People keep telling me what's ahead for San Francisco's Michael Crabtree, the victim of a torn Achilles expected to sideline him six months, but I'm not sure anyone really knows.

That is, anyone outside of Baltimore linebacker Terrell Suggs.

He's the guy who last spring tore his Achilles, underwent surgery, then promised to return by November -- even though physicians told him he'd probably miss the season.

Well, they were wrong. Suggs returned for Baltimore's Oct. 21 game vs. Houston and not only started; he produced a sack, four tackles and a deflected pass. It was a remarkable recovery, even though Suggs conceded he didn't have the necessary explosion to be an effective pass rusher ... and didn't find it until the playoffs when he produced a pair of sacks en route to the Ravens' second Super Bowl.

"I was still effective against the run because you can play the run with your legs and your arms," said Suggs, the 2011 Defensive Player of the Year, "but as far as pass rushing, you need a tremendous amount of explosion, and I didn't have that right off the bat for a large portion of the season."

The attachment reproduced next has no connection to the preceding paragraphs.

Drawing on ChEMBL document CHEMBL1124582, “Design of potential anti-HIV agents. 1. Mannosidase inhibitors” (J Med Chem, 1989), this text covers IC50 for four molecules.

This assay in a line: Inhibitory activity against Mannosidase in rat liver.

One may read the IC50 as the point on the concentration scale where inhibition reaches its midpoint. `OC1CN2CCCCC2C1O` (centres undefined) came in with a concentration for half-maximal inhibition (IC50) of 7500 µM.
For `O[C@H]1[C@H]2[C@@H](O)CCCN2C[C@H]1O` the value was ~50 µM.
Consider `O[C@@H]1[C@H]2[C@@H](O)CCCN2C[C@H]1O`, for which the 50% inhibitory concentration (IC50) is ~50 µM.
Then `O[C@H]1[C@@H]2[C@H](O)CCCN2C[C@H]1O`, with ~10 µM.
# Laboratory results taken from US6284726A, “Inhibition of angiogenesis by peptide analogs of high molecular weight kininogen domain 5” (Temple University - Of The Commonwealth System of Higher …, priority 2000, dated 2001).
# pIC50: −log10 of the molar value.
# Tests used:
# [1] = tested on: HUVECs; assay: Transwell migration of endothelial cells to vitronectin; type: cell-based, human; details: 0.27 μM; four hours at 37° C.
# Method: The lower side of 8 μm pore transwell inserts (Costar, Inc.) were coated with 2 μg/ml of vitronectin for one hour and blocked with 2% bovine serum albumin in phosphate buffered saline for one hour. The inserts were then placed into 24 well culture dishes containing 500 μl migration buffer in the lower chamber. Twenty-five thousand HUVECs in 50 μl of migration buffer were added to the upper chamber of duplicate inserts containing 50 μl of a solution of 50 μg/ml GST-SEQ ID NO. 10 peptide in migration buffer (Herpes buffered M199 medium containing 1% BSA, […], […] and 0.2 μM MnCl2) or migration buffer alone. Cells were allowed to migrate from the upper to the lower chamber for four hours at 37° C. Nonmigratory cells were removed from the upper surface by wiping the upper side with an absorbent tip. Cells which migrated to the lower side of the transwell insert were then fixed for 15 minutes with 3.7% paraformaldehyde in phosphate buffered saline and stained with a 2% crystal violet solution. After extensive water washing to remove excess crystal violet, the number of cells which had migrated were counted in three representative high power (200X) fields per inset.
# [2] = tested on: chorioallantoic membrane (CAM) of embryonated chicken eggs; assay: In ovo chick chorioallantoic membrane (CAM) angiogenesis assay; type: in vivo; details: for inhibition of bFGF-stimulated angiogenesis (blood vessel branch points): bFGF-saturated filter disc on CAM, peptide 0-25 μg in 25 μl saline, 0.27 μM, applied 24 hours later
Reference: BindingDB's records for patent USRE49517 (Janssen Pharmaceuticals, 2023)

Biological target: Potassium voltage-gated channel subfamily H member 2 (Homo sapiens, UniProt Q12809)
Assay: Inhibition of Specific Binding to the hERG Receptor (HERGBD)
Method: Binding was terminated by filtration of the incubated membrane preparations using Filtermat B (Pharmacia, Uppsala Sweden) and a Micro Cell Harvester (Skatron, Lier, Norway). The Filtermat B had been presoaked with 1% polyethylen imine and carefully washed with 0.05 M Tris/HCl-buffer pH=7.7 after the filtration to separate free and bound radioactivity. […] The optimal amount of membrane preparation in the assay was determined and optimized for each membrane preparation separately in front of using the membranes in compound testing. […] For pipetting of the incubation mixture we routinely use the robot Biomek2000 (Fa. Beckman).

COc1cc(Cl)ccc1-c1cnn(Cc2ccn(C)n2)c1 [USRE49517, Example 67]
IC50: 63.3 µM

My guess is that when Crabtree returns he won't, either, mostly because I listened to Suggs, and here's what he had to say about Crabtree's injury and what it means for his future:

1. Don't let anyone kid you; a torn Achilles is as bad as you've been told

"When it first happened," Suggs said, "I first thought I sprained my ankle ... but my foot wasn't responding. It wasn't moving like a sprained ankle. You can hobble on a sprained ankle, but it just felt a little bit more severe. I don't know how I made it home. It felt like the world moved. It was the loudest sound I ever heard, and I was told, 'Yeah, you tore your Achilles and you're pretty much out 12 months.'

"You can walk, but it's excruciating pain, and you know something's wrong because you have no stability in your foot. It was hands-down the worst thing I've ever had to experience, and I'm going to do everything in my power to make sure it doesn't happen again."